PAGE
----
Closures in Routes3:38 with Jonathan Barrios
Closures are anonymous functions that don’t belong to any class or object. Closures don’t have specified names and can also access variables outside of scope without using any global variables. Closures require less code and are simpler to write, which makes them handy tools when creating simple functions, like the About response we created in the last section. You'll use closures frequently when creating routes, so what is a Closure, exactly? PHP code can execute inside of Closures, much like functions do-- for example, you can work with variables and perform math operations within a closure that’s defined within a route. That’s a mouthful, but it’s simple-- routes can execute code using Closures, which are simply anonymous functions.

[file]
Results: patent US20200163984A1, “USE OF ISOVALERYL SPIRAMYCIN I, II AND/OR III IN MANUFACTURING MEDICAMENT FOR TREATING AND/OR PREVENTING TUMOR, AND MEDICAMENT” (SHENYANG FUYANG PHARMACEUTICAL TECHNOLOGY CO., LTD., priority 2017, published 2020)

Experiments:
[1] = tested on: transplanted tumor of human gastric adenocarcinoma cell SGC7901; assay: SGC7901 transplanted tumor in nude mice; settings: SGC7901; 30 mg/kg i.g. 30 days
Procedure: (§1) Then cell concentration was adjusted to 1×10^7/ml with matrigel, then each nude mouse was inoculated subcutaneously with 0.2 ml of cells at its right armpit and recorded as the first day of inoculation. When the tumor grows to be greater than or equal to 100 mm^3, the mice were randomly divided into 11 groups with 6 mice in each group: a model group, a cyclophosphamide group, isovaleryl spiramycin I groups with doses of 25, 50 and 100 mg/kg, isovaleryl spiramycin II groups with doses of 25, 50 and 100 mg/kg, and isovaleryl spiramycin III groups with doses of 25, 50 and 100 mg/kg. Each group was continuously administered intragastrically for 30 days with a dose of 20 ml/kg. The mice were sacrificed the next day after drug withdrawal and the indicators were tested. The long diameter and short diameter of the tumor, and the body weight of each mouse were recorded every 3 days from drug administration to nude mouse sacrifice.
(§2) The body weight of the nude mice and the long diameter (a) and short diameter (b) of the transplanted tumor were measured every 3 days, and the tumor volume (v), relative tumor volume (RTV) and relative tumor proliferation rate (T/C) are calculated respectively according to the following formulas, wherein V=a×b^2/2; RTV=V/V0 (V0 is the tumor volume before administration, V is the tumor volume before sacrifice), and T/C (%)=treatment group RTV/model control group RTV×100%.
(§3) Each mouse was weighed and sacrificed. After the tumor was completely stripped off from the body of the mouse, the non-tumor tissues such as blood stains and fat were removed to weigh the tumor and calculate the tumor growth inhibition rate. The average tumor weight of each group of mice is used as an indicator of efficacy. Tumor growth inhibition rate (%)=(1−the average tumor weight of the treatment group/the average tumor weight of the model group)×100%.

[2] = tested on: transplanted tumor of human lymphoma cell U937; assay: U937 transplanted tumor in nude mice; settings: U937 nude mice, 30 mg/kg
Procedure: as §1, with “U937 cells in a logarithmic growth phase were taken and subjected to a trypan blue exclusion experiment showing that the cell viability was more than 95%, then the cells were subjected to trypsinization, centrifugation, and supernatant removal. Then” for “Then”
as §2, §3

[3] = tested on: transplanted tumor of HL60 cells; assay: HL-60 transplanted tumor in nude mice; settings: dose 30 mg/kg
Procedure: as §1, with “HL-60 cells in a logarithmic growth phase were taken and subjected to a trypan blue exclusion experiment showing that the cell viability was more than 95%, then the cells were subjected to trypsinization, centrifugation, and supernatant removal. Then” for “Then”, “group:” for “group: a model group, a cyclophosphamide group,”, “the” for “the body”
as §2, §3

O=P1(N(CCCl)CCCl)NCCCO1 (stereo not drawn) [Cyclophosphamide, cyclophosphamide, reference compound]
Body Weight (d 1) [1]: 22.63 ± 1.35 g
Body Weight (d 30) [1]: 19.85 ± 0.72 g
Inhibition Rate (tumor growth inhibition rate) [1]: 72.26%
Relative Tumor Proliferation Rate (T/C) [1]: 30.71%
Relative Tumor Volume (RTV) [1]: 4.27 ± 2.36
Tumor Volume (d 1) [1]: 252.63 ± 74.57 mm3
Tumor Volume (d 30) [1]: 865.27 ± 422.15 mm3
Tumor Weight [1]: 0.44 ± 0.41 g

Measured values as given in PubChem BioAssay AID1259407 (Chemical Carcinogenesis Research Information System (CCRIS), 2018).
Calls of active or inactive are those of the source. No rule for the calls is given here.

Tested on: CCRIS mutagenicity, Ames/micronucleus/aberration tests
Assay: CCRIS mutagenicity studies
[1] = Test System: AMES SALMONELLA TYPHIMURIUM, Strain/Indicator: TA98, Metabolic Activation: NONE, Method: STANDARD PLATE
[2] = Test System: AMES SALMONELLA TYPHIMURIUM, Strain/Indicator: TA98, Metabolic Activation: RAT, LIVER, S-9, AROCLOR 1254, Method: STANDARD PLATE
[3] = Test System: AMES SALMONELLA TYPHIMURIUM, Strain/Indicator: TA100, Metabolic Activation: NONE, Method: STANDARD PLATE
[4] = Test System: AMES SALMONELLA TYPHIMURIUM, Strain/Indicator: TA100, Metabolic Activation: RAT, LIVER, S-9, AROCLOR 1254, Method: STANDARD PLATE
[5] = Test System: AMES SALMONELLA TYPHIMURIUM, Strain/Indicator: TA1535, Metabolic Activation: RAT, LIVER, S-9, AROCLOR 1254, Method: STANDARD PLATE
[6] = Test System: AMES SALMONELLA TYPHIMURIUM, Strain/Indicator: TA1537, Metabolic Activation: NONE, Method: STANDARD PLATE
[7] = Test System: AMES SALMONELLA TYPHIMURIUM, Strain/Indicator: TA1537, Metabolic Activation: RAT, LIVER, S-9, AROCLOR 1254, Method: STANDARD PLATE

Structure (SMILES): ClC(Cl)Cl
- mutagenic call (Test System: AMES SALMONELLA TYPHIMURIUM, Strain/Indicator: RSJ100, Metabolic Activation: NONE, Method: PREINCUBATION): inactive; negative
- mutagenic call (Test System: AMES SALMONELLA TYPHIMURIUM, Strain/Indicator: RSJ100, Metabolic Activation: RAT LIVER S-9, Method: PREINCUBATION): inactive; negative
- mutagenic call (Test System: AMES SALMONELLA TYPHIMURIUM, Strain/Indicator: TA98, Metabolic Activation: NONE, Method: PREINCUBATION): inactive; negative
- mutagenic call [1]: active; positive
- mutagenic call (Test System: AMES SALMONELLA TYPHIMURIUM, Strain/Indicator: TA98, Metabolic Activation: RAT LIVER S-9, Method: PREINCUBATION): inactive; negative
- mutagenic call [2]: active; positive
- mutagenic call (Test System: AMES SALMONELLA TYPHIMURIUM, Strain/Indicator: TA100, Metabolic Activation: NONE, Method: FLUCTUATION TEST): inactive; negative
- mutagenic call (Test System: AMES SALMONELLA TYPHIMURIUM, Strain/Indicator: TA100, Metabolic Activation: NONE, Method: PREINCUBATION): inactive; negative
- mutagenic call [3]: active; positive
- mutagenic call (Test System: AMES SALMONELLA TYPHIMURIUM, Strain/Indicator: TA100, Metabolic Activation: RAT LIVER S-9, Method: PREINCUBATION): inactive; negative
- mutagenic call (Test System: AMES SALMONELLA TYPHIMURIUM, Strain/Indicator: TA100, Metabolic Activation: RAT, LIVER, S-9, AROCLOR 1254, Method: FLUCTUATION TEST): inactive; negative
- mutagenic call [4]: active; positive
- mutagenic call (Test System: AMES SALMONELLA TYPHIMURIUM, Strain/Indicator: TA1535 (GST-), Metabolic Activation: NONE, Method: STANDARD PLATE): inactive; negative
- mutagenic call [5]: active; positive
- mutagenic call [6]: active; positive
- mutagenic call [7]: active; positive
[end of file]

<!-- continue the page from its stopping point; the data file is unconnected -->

Welcome back. 0:00 Closures are anonymous functions that don't belong to any class or object. 0:01 Closures don't have specified names and 0:07 can also access variables outside of scope without using any global variables. 0:09 Closures require less code and 0:15 are simpler to write, which makes them handy tools when creating simple functions 0:18 like the about response we created in the last section. 0:23 You will use closures frequently when creating routes. 0:27 So what is a closure exactly? 0:30 PHP code can execute inside of closures, much like functions do. 0:33 For example, you can work with variables and 0:38 perform math operations within a closure that's defined within a route. 0:40 That's a mouthful, but it's simple, 0:47 routes can execute code using closures which are simply anonymous functions. 0:49 Routes can also trigger an action or some code, like calling a function or 0:55 performing a math operation. 1:00 Let's create three routes to try this out. 1:03 First, be sure to comment out the existing routes, then copy and 1:06 paste the first route to build some example routes. 1:10 Let's modify the first route which returns a string like this. 1:19 Let's modify the route to perform a math operation like this. 1:36 You'll frequently encounter a route that executes many operations, 1:49 like retrieving data from a database, adding that data to a template and 1:53 returning a personalized web page to the end user. 1:58 Let's go back to the last route and add a variable named number with a value of 50. 2:01 Multiply number by 10. 2:12 Save your changes and open the browser to see the product, which is 500. 2:19 To view your current routes, you can use Laravel's built-in CLI, 2:25 Artisan, like this. 2:30 Php artisan route: list. 2:38 We'll get into Artisan later, but until then, 2:47 you can use this command to view a list of routes at anytime. 2:50 Finally, let's delete these example routes and 2:54 be sure to uncomment our application route for /track community and support. 2:57 Closures are used frequently, and the best practice is to use them for 3:12 simple tasks like web routes. 3:16 For situations that require more complexity, we use controllers instead. 3:19 In the next video, we'll revisit Artisan CLI and the essential commands you'll need 3:25 to speed up development tasks like making controllers, database migrations and more. 3:30 See you there. 3:37
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